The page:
Helen Fisher on COVID’s Sexless Summer

Experts—both real and self-proclaimed—predicted in spring 2021 that single people, newly vaxxed after a long COVID-19 lockdown, would be on the prowl come summer.

However, like many summer blockbusters it didn’t live up the expectations. Although some people believe “hot vax season” has failed due to online porn’s rise and the Delta variant, Helen Fisher believes it was actually the acceleration of a slow decline in hookup culture and one-night stands that began long before the pandemic.

Fisher, an Anthropologist is the Chief Science Advisor for She is also a Senior Research Fellow at Kinsey Institute and is the Author of most recently a revised edition. Anatomy of Love. Overseen the operation for each of the 11 previous years. America SinglesThe annual survey covered more than 5,000 singles across all ages, genders, and sexual orientations. She said that, despite the fact that looks are not in fashion, emotional maturity was rising among Generation Z and millennials, this is a consensus across all age groups. “Stability is the new sexy.”

Fisher made an appearance on Nick Gillespie Interview: The Reason in December to discuss her research.

Q: Was the 2021 hot, wet summer a bust? Does that make sense?

A: Absolutely. It’s what I call post-traumatic growth. They have just grown up. Singles are now searching for stability. They are now looking for something stable.

Q: Was it just the last few years or a long-term phenomenon?

A: While the trend is still long, it has made a significant leap since then. The most recent data was compared America Singles study with data from this summer to 2019, which is right before the pandemic. Every year we create 200 questions, then poll singles and compile all data. And the single most important question, as it turned out—I didn’t know it at the time—was: “Do you want to have a partner who wants to get married?”

In 2019, 58% of singles believed they would like to marry a man. And 76% said that in 2021 they want a spouse who wants to be married.

Q: Do you think this will hold as the world becomes more normal?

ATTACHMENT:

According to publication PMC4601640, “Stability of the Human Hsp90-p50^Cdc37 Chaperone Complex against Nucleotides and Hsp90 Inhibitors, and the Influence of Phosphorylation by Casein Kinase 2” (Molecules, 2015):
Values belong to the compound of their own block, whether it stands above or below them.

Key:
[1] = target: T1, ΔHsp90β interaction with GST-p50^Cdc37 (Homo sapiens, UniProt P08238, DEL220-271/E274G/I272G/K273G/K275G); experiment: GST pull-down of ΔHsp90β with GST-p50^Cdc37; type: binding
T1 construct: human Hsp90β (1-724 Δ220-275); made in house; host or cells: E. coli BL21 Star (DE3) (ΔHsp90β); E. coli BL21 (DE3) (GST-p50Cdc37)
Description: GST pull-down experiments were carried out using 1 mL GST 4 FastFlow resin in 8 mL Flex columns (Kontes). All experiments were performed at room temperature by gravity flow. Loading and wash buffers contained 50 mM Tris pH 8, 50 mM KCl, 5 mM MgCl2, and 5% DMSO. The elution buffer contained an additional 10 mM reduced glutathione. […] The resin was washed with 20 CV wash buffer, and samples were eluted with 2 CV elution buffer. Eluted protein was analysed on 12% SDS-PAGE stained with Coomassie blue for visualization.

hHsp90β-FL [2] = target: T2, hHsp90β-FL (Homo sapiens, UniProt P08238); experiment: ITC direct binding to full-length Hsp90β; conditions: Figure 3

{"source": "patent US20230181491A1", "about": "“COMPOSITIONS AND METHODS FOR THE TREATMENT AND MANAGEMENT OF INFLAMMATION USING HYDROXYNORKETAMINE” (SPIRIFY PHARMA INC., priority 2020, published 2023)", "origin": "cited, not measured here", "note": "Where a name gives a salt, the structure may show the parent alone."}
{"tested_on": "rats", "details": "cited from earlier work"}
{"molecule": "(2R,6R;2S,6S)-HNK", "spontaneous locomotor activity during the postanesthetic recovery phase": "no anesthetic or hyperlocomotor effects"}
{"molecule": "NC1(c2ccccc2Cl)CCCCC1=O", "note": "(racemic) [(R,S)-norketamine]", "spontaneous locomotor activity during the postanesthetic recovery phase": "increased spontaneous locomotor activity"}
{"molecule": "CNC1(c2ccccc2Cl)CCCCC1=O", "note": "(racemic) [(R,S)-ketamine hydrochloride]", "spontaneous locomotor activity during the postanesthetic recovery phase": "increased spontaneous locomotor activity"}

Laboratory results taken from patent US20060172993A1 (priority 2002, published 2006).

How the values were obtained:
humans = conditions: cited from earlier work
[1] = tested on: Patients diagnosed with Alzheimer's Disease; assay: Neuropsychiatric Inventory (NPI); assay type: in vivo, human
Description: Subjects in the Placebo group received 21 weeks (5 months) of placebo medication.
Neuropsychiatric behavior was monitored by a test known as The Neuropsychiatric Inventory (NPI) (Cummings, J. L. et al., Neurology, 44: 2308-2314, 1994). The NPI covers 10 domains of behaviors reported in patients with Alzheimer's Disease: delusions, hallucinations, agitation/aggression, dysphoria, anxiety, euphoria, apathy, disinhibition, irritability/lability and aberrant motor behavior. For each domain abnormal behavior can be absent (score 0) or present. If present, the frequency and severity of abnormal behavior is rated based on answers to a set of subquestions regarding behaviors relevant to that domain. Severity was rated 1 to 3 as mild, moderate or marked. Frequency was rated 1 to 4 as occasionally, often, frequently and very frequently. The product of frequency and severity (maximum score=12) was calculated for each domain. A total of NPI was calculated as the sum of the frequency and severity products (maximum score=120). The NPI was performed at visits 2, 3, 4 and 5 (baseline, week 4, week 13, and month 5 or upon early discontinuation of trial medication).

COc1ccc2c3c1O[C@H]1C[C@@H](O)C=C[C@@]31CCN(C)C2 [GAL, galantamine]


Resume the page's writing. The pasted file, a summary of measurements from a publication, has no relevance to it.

A: I believe that is the most important question. 1 question. The answer is not in my possession.

My hypothesis is that the courtship stage won’t end soon. People will marry later in life, especially millennials. But I predict that they’ll start to look for someone sooner. They won’t marry sooner than they do now, but they will start searching for partners sooner. All of my data shows that the earlier you get married, the better your chances are of staying together.

Q: We have heard that millennials can be lazy, selfish and lazy. Your perception seems to paint a very different picture.

Q: Data on 55,000 singles is now available. The sample is representative and the data are real.

We are unable to understand the differences between men and women, as well as the nuances of sex. Amazing how far we still need to go. The bottom line is that, in fact, only one third of the millennials who survived the pandemic were at home. People say that they are lazy. They were actually saving money. They had their life together. They are single millennials, which I like to call them the new Victorians. These are the real deal! They are much less sexually active than my generation. They’re careful.

Q: How can you explain the decline in sexual activity just as America lost its primacy?

A: Scientists are trying to answer this question and one of the conclusions is that many of these scientists are busy. A lot of activities are available to them. These people were raised in what they used to call a dysfunctional home. They recognize the fragility and vulnerability of relationships. Many of these people are working second jobs to get through college, pay off their college debts and build a career. This is a serious generation.

The interview was edited and condensed for clarity and style. For a podcast version, subscribe to Nick Gillespie Interviews The Reason